Causes of a partial power outage include: A tripped circuit breaker. A blown fuse. A broken connector or wire at one of the service leads to the home. JMC Electric recommends if you have lost what seems to be “half your power” call your local utility company and have them check your service feeder to the home. If the utility company does not find an issue on their end, contact JMC Electric to schedule a service call for further testing of your equipment and inside branch circuit wiring for faults.

An outlet always has power to it as long as the breaker is turned on, so yes it can start a fire when there is nothing plugged into it. A light fixture that is turned off, on the other hand, would be very unlikely to cause a fire.

The first thing to do is to unplug everything that is plugged into all the outlets that do not have power. Then reset the designated (and hopefully labeled) breaker in the breaker box by turning it off and then on again. Sometimes a breaker will look like it is not tripped but in reality, it is. JMC Electric recommends scheduling a service call for further testing of your equipment and inside branch circuit wiring for faults.

A service upgrade is an equipment upgrade so you, the customer, can power up or use more electrical appliance at the same time.  Sometimes a Service Upgrade is done for the sole purpose of replacing an old fuse box or an older power panel or even just to condense multiple smaller panels into one main panel.  Regardless of the reason, a service upgrade usually entails getting a permit from the city and coordinating with the local electric utility company.

The electrician will install a new meter box and riser pipe on the outside of the home or business (usually in the same location); inside the building, they will install and consolidate all the circuits into one main panel (also usually in the original location).  All the circuits will be re-installed in the new panel and a new breaker, that is properly rated for the circuit, will be installed.  The panel will be bonded and a grounding electrode system will be installed, to make sure the system potential always has an earth reference.  The final stage is to have the work inspected by the city.  Once the inspection has passed the city inspector will call the utility company and give them the OK to permanently reconnect their lines.

A surge suppressor is a device that tries to limit the maximum voltage to a safe threshold.  Some do this by routing excess voltage back to the grounding conductor (green or bare wire), others try to open the ungrounded conductor (typically the black or colored wire) or “trip”.  Surge suppressors can be installed in shunt (parallel) or in series, depending on the model and manufacturer; they may also guarantee up to some amount that they will protect downstream devices.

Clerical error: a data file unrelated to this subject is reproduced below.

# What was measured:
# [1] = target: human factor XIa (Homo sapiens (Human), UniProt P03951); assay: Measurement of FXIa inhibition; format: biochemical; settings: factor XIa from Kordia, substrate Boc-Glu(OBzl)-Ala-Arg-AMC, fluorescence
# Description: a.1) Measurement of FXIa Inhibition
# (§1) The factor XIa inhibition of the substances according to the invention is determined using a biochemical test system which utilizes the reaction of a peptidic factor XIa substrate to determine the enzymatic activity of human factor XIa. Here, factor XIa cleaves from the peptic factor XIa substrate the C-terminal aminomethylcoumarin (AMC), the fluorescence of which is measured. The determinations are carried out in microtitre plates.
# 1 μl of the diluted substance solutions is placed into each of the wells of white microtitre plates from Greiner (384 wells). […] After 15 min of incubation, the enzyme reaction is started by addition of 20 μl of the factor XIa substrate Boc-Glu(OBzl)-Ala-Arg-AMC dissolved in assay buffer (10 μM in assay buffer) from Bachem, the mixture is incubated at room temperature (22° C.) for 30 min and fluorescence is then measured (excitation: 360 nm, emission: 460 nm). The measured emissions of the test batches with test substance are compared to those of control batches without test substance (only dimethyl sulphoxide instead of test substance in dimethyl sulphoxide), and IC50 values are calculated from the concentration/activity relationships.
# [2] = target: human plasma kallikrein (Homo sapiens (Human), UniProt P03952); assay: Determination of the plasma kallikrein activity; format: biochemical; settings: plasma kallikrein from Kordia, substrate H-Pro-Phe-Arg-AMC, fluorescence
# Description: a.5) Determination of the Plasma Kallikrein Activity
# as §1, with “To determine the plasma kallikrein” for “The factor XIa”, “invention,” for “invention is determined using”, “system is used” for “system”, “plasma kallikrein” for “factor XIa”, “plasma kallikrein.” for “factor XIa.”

AFCI is an acronym for Arc Fault Circuit Interrupter.  This device acts as a safety device by “watching” the amperage signature passing thru it and evaluating it to known arc signatures.  Because most electrical fires are caused by the heat due to arcing, these devices can be a critical part of home safety.  As of 2012, the National Electric Code requires that all circuits in living areas of a home or residence be protected by AFCI.

GFCI is an acronym for Ground Fault Circuit Interrupter; it sometimes is referred to a GFI.  This device acts as a safety device by sensing when current flowing thru it has found an unintended path, such as water or something metallic or a person.  Typically, a GFCI is factory set to open the ungrounded conductor or “trip” at around 15ma.  GFCI protection is required by the National Electric Code in all bathrooms, garages, outlets above the counter in kitchens, exterior outlets, and unfinished basements, etc.

At the present time most states like Kansas and Missouri allow you to do whatever you want in your own home. But doing electrical work in Kansas City yourself is a gamble. How much are you willing to risk to save money? There is a reason why it takes so much training to become an electrician. Do not make a mistake by taking electricity lightly, even the smallest job is a safety hazard. Why take a chance? Let JMC Electric to do the work!